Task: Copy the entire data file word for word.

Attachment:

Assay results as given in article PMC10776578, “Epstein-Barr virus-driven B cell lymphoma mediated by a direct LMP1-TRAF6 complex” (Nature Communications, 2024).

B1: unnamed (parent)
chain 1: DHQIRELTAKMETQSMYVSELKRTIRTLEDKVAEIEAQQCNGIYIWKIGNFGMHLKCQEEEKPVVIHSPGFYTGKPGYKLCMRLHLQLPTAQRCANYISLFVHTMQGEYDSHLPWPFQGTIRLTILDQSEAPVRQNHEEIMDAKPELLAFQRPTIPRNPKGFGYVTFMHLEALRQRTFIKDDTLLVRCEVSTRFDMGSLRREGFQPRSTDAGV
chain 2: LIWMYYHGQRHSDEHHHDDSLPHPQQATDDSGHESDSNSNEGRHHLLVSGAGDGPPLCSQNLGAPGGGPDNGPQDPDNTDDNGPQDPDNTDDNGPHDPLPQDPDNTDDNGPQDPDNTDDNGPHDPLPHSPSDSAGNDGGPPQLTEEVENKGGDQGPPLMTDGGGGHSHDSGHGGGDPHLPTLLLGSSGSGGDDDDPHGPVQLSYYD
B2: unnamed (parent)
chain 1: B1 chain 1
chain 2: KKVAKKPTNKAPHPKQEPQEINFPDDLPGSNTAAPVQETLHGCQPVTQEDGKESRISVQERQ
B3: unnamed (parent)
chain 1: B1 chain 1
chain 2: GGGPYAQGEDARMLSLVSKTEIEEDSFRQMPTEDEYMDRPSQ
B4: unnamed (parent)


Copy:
Assay results as given in article PMC10776578, “Epstein-Barr virus-driven B cell lymphoma mediated by a direct LMP1-TRAF6 complex” (Nature Communications, 2024).

B1: unnamed (parent)
chain 1: DHQIRELTAKMETQSMYVSELKRTIRTLEDKVAEIEAQQCNGIYIWKIGNFGMHLKCQEEEKPVVIHSPGFYTGKPGYKLCMRLHLQLPTAQRCANYISLFVHTMQGEYDSHLPWPFQGTIRLTILDQSEAPVRQNHEEIMDAKPELLAFQRPTIPRNPKGFGYVTFMHLEALRQRTFIKDDTLLVRCEVSTRFDMGSLRREGFQPRSTDAGV
chain 2: LIWMYYHGQRHSDEHHHDDSLPHPQQATDDSGHESDSNSNEGRHHLLVSGAGDGPPLCSQNLGAPGGGPDNGPQDPDNTDDNGPQDPDNTDDNGPHDPLPQDPDNTDDNGPQDPDNTDDNGPHDPLPHSPSDSAGNDGGPPQLTEEVENKGGDQGPPLMTDGGGGHSHDSGHGGGDPHLPTLLLGSSGSGGDDDDPHGPVQLSYYD
B2: unnamed (parent)
chain 1: B1 chain 1
chain 2: KKVAKKPTNKAPHPKQEPQEINFPDDLPGSNTAAPVQETLHGCQPVTQEDGKESRISVQERQ
B3: unnamed (parent)
chain 1: B1 chain 1
chain 2: GGGPYAQGEDARMLSLVSKTEIEEDSFRQMPTEDEYMDRPSQ
B4: unnamed (parent)